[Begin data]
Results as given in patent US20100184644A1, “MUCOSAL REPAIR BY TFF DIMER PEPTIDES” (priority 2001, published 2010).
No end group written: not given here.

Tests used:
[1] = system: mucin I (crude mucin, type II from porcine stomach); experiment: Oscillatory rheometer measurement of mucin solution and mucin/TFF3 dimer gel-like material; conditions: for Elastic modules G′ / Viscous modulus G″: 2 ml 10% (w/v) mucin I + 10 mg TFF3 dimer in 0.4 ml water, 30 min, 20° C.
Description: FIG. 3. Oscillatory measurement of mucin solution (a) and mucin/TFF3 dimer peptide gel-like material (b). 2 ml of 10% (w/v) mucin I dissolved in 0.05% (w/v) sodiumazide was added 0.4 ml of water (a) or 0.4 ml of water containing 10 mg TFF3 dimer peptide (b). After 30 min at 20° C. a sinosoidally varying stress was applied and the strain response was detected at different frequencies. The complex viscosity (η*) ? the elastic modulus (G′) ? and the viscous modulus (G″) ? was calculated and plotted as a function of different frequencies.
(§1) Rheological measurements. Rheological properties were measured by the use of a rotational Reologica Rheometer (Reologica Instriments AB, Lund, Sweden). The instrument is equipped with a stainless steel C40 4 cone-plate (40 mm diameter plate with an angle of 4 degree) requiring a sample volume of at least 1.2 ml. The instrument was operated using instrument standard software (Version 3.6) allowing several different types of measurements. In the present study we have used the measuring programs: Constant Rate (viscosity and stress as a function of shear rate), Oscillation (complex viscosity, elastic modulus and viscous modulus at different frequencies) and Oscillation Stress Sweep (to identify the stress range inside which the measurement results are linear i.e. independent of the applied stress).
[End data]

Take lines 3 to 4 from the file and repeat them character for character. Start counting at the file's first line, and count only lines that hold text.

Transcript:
Tests used:
[1] = system: mucin I (crude mucin, type II from porcine stomach); experiment: Oscillatory rheometer measurement of mucin solution and mucin/TFF3 dimer gel-like material; conditions: for Elastic modules G′ / Viscous modulus G″: 2 ml 10% (w/v) mucin I + 10 mg TFF3 dimer in 0.4 ml water, 30 min, 20° C.